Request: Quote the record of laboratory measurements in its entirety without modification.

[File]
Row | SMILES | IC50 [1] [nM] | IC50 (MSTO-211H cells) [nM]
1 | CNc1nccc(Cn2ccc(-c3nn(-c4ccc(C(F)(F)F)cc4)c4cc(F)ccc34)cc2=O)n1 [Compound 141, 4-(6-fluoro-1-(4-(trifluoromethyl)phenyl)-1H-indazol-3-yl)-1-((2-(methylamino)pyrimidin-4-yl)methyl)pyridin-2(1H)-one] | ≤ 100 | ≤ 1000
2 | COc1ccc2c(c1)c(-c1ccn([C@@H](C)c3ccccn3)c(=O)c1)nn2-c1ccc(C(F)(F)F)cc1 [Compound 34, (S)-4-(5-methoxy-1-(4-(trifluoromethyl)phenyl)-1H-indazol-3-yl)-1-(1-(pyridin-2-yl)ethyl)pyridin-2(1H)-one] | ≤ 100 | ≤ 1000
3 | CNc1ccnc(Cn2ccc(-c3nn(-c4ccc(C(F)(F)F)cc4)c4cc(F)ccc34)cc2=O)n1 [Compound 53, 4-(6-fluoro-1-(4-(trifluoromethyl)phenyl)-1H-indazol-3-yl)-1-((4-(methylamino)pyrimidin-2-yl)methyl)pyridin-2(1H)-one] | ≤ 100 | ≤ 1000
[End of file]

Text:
Row | SMILES | IC50 [1] [nM] | IC50 (MSTO-211H cells) [nM]
1 | CNc1nccc(Cn2ccc(-c3nn(-c4ccc(C(F)(F)F)cc4)c4cc(F)ccc34)cc2=O)n1 [Compound 141, 4-(6-fluoro-1-(4-(trifluoromethyl)phenyl)-1H-indazol-3-yl)-1-((2-(methylamino)pyrimidin-4-yl)methyl)pyridin-2(1H)-one] | ≤ 100 | ≤ 1000
2 | COc1ccc2c(c1)c(-c1ccn([C@@H](C)c3ccccn3)c(=O)c1)nn2-c1ccc(C(F)(F)F)cc1 [Compound 34, (S)-4-(5-methoxy-1-(4-(trifluoromethyl)phenyl)-1H-indazol-3-yl)-1-(1-(pyridin-2-yl)ethyl)pyridin-2(1H)-one] | ≤ 100 | ≤ 1000
3 | CNc1ccnc(Cn2ccc(-c3nn(-c4ccc(C(F)(F)F)cc4)c4cc(F)ccc34)cc2=O)n1 [Compound 53, 4-(6-fluoro-1-(4-(trifluoromethyl)phenyl)-1H-indazol-3-yl)-1-((4-(methylamino)pyrimidin-2-yl)methyl)pyridin-2(1H)-one] | ≤ 100 | ≤ 1000